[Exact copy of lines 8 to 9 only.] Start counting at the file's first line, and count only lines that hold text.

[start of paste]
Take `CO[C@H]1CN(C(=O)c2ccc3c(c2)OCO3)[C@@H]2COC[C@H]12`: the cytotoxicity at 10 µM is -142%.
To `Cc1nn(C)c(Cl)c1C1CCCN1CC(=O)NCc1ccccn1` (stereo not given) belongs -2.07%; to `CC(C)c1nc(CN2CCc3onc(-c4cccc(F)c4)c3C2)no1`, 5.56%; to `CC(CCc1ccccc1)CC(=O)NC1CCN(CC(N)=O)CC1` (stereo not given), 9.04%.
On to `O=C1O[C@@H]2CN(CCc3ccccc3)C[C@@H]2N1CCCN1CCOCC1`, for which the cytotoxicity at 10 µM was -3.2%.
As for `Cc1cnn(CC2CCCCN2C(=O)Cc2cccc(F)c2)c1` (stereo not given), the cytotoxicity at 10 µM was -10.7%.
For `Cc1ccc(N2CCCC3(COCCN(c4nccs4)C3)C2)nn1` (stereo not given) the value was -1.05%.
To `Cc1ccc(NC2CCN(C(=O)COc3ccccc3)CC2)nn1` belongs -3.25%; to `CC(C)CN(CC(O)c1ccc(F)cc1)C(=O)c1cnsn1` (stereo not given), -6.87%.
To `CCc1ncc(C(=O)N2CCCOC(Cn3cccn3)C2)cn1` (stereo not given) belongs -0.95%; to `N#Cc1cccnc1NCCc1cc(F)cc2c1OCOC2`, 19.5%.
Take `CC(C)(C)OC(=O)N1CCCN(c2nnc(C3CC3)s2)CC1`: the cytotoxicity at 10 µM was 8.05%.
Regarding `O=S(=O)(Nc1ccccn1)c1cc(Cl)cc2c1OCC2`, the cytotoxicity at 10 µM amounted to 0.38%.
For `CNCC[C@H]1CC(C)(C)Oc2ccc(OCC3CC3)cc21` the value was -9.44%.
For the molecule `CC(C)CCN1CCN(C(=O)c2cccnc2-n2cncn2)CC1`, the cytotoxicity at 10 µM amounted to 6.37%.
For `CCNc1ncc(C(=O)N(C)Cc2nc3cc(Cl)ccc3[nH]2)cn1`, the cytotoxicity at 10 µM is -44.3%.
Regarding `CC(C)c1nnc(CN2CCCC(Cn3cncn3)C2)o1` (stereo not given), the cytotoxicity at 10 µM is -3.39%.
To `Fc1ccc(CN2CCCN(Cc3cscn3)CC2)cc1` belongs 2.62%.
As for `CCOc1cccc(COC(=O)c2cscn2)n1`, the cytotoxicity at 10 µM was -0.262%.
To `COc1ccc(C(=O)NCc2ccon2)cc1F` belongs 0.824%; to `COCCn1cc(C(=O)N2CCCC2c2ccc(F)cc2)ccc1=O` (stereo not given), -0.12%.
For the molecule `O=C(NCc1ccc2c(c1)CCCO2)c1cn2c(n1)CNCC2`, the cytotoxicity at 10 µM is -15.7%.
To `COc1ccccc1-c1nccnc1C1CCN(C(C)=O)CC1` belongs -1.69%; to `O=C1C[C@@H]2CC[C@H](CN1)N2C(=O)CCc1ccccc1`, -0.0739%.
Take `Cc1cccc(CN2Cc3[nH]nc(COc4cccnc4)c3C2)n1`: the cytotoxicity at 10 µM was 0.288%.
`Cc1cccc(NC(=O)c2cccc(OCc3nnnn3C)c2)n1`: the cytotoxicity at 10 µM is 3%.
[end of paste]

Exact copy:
Take `CC(C)(C)OC(=O)N1CCCN(c2nnc(C3CC3)s2)CC1`: the cytotoxicity at 10 µM was 8.05%.
Regarding `O=S(=O)(Nc1ccccn1)c1cc(Cl)cc2c1OCC2`, the cytotoxicity at 10 µM amounted to 0.38%.